Joe, inventor in an American Small town of 1895 has problems with his new invention, a car, driven with a gasoline motor. Everybody is making fun about his "crazy invention", only his girl ... See full summary »
Starting in 1913 movie director Connors discovers singer Molly Adair. As she becomes a star she marries an actor, so Connors fires them. She asks for him as director of her next film. Many silent stars shown making the transition to sound.
Pete Wilson is on top. He is the highest paid professional football player in the league. He has seen other players come and go, but he was MVP last year and the future looks rosy. His wife... See full summary »
A contrived misunderstanding leads to the breakup of a songwriter and his fiancée. She returns to work as a gym teacher at an all-girls school, but a legal loophole allows the man to enroll as one of her students.
Larry and Kitty are two middle-class suburbanites who find themselves growing bored with their lives and respective marriages. Although each always found the other grating in manner, they ... See full summary »
A swim teacher and a wealthy businessman are married after a brief courtship. A charming war hero falls in love with this newly-married woman, after her husband abandons her on their honeymoon for the sake of a business meeting.
The "Morning Star" is in trouble: J.B. Allenbury, rich and mighty, will sue them for 2 million dollars for an article which says that his daughter is chasing after married men. Reporter Bill Chandler is sent after Connie to prove that the story is actually true. The only problem is that he's not married....yet. Written by
Tom Zoerner <Tom.Zoerner@informatik.uni-erlangen.de>
Early in this film, on the lower left of the screen, Castro (without the beard) is seen as a poolside spectator with a drink in front of him. Young Fidel did "extra" work for MGM, while a student at UCLA, before becoming fully active in politics. See more »
Enjoyable enough but it cannot hold a candle to the original.
"Libeled Lady" is one of the best comedies of the 1930s. Much of was the writing and much was due to the incredibly strong cast. Think about it---Spencer Tracy, Myrna Loy, Jean Harlow and William Powell--ALL in one film! In 1946, MGM brought out a remake. While the basic story is similar, it's not as good. Plus, Esther Williams, Van Johnson, Keenan Wynn and Lucille Ball just weren't as good--though they tried.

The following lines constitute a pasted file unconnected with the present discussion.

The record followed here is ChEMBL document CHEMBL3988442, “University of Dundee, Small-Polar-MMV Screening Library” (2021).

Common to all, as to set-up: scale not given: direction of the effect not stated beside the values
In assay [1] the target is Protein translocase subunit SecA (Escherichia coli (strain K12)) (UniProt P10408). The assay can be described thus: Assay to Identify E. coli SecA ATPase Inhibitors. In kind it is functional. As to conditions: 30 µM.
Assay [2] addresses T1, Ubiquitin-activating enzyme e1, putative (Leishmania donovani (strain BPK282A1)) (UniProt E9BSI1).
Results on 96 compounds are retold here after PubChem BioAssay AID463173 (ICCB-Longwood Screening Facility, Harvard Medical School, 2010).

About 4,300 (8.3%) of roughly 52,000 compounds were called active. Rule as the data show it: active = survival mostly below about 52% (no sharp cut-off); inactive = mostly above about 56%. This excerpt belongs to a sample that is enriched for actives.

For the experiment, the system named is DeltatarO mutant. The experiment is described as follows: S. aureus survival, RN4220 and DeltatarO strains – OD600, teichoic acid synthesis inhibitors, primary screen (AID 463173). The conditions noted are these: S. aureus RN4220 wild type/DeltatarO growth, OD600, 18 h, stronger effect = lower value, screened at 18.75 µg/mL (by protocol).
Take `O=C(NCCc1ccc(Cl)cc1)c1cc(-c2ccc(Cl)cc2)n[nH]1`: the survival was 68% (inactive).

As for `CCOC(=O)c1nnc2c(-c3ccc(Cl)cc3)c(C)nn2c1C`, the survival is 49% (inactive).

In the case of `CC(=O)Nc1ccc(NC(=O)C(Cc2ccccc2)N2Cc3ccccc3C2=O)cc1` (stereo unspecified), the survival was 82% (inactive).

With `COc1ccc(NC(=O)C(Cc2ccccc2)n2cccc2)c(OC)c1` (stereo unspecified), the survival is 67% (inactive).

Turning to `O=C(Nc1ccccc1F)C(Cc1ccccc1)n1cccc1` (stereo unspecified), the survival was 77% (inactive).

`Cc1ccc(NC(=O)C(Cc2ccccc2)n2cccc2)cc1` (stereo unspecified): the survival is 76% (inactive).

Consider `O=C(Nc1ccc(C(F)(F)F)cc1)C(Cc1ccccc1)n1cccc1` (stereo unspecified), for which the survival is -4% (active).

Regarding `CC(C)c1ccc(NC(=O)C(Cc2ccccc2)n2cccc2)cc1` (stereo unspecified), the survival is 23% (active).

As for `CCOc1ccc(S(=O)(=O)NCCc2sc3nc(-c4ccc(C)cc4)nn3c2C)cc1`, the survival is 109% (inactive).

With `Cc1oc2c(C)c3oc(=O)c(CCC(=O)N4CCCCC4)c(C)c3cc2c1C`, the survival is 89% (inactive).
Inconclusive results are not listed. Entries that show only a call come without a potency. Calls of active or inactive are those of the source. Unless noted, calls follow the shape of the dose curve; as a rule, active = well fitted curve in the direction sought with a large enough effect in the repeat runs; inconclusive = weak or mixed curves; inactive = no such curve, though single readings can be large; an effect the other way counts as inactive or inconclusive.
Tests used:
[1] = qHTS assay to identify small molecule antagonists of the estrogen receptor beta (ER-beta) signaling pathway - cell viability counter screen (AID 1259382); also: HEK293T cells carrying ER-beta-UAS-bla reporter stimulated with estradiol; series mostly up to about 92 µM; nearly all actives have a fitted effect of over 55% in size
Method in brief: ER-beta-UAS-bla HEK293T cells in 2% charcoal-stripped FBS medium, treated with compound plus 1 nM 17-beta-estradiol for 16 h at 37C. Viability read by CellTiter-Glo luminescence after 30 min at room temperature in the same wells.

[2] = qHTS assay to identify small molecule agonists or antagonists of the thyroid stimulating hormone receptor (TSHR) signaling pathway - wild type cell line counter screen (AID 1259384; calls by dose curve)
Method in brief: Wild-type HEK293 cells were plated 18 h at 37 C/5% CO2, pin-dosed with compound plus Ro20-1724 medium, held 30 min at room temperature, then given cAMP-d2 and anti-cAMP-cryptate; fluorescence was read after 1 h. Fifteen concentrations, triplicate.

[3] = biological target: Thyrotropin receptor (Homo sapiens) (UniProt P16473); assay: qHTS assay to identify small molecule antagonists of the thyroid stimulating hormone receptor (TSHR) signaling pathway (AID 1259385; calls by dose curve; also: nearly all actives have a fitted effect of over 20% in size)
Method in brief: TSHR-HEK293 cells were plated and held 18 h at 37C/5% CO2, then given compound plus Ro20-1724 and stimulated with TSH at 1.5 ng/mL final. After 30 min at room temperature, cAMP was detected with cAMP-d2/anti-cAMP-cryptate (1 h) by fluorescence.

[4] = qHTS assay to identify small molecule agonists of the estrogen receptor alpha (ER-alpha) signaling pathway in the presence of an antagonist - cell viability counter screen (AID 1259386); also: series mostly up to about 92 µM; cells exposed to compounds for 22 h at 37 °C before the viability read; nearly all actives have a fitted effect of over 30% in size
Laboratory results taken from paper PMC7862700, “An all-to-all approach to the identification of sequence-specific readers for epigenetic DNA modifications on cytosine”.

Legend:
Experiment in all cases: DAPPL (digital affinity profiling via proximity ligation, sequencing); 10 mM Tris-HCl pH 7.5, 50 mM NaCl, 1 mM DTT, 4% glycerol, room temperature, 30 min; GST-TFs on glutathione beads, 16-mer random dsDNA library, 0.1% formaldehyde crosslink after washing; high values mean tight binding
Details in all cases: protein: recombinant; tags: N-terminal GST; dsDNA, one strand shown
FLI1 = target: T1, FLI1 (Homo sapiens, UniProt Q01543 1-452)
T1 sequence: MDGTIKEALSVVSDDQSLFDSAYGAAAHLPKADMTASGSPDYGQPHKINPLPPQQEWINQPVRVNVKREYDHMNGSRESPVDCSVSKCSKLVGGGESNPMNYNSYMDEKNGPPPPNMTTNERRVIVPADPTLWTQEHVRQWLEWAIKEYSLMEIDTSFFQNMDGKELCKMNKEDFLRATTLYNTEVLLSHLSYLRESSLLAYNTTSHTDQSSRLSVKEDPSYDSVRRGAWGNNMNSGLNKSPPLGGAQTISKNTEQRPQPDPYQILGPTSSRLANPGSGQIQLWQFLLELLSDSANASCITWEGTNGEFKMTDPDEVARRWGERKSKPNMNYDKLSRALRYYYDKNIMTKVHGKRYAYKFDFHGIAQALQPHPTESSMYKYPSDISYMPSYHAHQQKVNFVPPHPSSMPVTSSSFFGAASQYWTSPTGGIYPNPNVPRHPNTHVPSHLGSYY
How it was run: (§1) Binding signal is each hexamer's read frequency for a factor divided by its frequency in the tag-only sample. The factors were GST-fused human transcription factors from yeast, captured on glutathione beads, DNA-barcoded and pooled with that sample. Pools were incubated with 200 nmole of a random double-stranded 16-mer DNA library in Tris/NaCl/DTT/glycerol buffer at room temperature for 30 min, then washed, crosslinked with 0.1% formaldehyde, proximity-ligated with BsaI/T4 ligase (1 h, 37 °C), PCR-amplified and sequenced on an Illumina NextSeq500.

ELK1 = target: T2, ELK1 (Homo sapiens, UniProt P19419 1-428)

Like "Libeled Lady", the film is about a rich lady who is suing an irresponsible newspaper for its stories about her. However, oddly, in the original she was suing for $5,000,000 and here, a decade later, it's only $2,000,000--significant deflation, don't you think? To help try to get rid of the suit, the scheming newspaper man, Haggerty (Wynn), hires Bill Chandler (Van Johnson) to seduce the heiress, Connie Allenbury (Williams). Why? Because, in the interim, they'd get Bill a quickie marriage. Then, they'd have the 'jealous wife' storm in on them and threaten a suit of her own--along with photographers from the paper to make her case! But, since Bill isn't married, Haggerty has Chandler marry HIS fiancée (Lucille Ball)! Talk about romantic--getting Chandler to marry Haggerty's girl! There's only one problem with the plan...Bill falls for Connie and just can't get himself to do it. So, he schemes for a way to somehow please Haggerty AND Connie...if it's possible.
The film is decent and offers a few laughs. However it suffers from a few plot problems (Connie's falling in love with Bill seems incredibly fast considering how nasty she'd been towards him up until then), now includes song which got in the way of the plot and the characters aren't particularly likable (Connie is amazingly nasty--and for no reason--when she first meets Bill). Plus, it lacks the originality and fun of the first film. If you like remakes, by all means see this one. But, don't forget to first see "Libeled Lady"--it's just better.
By the way, the plot of "Easy to Wed" is very, very odd considering only about six months later, Keenan Wynn and his real-life wife divorced....so she could marry Van Johnson! To make it even weirder, it now appears that this, like the marriage in the movie, was a sham marriage, as in his later years Johnson admitted to being gay--and I sincerely doubt that this was a sudden late-life 'phase'!
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